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... it might or ought to have been, that such a work as the _Genie du
Christianisme_ strove to find an apologetic in what previously had been
regarded as outside the domain of theology and more properly the concern
of the preacher. The beauty, the solace, the adaptation to our higher
needs of Christian teaching had been one thing; its truth, quite
another. By dilating eloquently on the first, men might be won to the
love of such an ideal, to wish that it might be true; and then disposed
to driving instructor profit by the distinct and independent labours of the apologist whose
theme was, not the utility or beauty of the Catholic religion, but
solely its truth.
But now that the "scholastic"  apologetic was in disgrace with all
but those who stood least in need of it,
driving instructor some more acceptable method had
to be sought out, and amongst many others there was that of
SecondPart400-500 which strove to find an argument for the intellect in the
very appeal which driving instructor Christianity made to the will and affections.
a religion is fair and much to be desired, because, if true, it would
give unity and meaning to man's higher cravings, and turn human life
from a senseless chaos into an intelligible whole, therefore, and for
this reason, it _is_ true.
It is hardly wonderful that such a method should incur the charge of
sentimentalism. "It would be driving instructor so nice to believe it, therefore it must be
true," sounds like a shameless abandonment of reasonableness. The fact
that a belief is "consoling," quite independently of its truth or
falsehood, creates a bias towards its acceptance. That it is pleasant to
believe oneself very clever SecondPart400-500 and competent will incline one to that
belief until something important depends, not on our driving instructor thinking ourselves
so, but on our being so.
Before an examination, the wish to succeed will
make me sceptical SecondPart400-500 about my prospects, much as I should like to think
them the brightest; afterwards, when self-deception can only console and
can do no harm, I shall be driving instructor credulous of any flattery that is driving instructor offered me.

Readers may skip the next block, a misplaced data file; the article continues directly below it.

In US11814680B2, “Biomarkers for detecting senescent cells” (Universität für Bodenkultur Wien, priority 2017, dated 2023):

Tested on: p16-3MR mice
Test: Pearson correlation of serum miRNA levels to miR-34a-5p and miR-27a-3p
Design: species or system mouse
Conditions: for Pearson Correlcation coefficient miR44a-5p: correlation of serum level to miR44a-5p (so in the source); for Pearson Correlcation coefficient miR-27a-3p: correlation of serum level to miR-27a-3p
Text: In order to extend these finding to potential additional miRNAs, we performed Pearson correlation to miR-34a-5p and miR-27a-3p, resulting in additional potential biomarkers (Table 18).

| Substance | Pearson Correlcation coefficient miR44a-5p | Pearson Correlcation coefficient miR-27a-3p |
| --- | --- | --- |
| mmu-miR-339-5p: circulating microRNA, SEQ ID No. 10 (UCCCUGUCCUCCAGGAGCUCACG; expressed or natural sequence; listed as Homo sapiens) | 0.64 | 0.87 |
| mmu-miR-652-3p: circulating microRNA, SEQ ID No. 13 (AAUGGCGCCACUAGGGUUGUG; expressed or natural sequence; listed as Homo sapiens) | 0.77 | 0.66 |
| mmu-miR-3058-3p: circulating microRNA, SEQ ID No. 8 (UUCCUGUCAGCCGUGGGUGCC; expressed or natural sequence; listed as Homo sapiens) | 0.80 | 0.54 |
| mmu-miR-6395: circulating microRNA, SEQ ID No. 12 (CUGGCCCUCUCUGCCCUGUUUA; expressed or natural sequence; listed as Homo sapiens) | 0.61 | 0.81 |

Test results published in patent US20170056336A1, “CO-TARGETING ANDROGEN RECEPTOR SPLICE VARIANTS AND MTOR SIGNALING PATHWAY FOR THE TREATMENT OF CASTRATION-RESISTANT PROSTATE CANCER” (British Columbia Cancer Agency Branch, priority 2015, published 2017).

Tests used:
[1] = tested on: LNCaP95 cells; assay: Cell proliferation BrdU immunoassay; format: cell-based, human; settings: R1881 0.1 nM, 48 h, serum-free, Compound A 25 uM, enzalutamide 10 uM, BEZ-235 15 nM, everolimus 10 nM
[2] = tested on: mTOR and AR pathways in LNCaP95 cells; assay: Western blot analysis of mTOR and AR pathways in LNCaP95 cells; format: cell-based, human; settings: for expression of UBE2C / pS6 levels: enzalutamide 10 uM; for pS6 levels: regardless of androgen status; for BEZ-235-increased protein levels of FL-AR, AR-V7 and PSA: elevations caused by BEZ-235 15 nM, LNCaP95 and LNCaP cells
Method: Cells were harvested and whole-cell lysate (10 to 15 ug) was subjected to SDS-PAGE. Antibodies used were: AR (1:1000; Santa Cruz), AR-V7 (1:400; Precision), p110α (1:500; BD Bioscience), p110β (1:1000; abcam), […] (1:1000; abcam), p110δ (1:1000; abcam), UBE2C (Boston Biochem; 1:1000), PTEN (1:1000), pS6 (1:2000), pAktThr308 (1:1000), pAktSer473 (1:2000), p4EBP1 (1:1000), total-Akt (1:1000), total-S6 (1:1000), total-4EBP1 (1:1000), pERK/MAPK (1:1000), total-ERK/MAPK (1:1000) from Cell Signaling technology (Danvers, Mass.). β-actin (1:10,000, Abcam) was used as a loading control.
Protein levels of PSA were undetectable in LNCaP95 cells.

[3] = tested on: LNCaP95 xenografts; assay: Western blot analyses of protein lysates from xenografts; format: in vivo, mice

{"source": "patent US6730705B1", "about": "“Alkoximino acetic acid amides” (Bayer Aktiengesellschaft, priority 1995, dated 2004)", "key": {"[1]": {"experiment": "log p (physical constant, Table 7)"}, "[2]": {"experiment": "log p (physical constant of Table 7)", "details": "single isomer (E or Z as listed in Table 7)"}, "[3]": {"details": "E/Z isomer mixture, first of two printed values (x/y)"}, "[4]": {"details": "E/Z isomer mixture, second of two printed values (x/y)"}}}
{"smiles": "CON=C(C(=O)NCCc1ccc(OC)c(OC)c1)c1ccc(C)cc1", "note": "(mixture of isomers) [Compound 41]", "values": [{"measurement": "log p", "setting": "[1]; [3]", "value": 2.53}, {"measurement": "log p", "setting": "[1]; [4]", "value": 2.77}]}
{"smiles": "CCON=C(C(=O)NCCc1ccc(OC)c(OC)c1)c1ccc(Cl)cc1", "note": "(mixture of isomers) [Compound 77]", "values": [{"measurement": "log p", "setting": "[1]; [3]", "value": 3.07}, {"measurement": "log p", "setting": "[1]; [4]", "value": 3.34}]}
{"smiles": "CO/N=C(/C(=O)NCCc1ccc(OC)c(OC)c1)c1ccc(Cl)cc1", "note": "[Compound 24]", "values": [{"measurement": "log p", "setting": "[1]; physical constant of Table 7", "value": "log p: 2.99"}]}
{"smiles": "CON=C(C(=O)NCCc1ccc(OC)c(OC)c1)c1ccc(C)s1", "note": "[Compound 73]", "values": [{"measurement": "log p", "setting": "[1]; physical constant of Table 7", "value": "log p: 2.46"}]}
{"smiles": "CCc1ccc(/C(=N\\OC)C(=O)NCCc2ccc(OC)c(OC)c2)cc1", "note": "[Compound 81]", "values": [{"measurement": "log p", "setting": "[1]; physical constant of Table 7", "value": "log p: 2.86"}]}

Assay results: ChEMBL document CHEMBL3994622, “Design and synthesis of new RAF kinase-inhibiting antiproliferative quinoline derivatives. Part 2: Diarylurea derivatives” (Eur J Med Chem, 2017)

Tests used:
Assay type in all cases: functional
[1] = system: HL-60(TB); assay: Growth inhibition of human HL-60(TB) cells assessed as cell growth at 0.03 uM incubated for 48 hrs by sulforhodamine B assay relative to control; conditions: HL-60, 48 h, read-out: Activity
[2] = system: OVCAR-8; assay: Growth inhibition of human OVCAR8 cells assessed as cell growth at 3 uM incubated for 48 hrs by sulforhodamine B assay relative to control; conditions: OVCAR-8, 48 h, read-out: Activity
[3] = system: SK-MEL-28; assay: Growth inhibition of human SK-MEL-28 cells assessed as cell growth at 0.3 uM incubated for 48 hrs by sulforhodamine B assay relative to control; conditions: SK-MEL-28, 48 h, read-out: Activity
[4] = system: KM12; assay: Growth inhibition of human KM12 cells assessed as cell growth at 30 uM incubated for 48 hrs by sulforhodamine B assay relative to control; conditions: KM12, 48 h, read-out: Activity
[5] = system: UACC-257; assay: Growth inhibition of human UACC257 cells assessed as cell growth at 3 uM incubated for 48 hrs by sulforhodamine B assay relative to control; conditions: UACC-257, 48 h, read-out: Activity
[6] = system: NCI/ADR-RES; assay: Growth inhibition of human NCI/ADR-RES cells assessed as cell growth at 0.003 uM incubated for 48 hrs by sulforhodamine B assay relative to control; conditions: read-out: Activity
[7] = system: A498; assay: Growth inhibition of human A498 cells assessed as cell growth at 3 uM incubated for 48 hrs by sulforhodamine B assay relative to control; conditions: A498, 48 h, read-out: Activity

In one case, my interest depends upon the facts, and therefore the wish
to believe makes me critical and even sceptical; in the other, on my
belief concerning the facts, and the wish to believe, makes me
uncritical and credulous.
It was seemingly a bold and hazardous venture to justify this same
credulity, and to affirm that an argument could be drawn from the wish
to believe in
driving instructor just those cases where its influence would seem most
suspicious; yet this was practically what the new apologetic amounted
to. It was an argument from the utility of beliefs to their truth; from
the fact that certain subjective convictions produced good results, to
the correspondence of such convictions with objective reality.
advantages to the individual and to society of a firm belief in God the
righteous Judge, in the sanction of eternal reward and penalty, in the
eventual adjustment of all
driving instructor inequalities, in the reversible character of
sin through repentance, in the divine authority of conscience, of
Christianity, of the Catholic Church, are to a great extent independent
of the truth of those beliefs.
No amount of hypnotic suggestion will
enable a man to subsist upon cinders, under the belief that they are a
very nutritious diet; for the effect depends upon their actual nature,
and not wholly upon his belief concerning their nature; but the salutary
fear of Hell or hope of Heaven, depends not on the existence of either
state, but on our belief in its existence.
The fact that the denial of
these and many similar beliefs would driving instructor bring chaos into our spiritual and
moral life, that it would extinguish hopes SecondPart400-500 which often alone make life
bearable, that it would issue for society at large in such a grey,
meaningless, uninspired existence as Mr. F. W. Myers prognosticates in
his admirable essay on "The Disillusionment of France,"  all this and
much more makes
driving instructor it our interest, if not our duty, to cling to such
convictions at all costs.
"If these things are not true, it might be
driving instructor then life is chaos; and if life be chaos, what does truth matter?
Why may not such useful illusions and self-deceptions be fostered? If we
are dreaming, let our dreams be the pleasantest possible!"
Nor can it be urged that though some part of our interest thus depends
on the beliefs, rather than on their being true, yet the consequences of
self-deception are so momentous, as to create a spirit of criticism to
balance or over-balance the said bias of credulity.
For though the
consequences of denial are disastrous if the beliefs are true, yet if
they driving instructor are false, the ill-consequences of belief a ...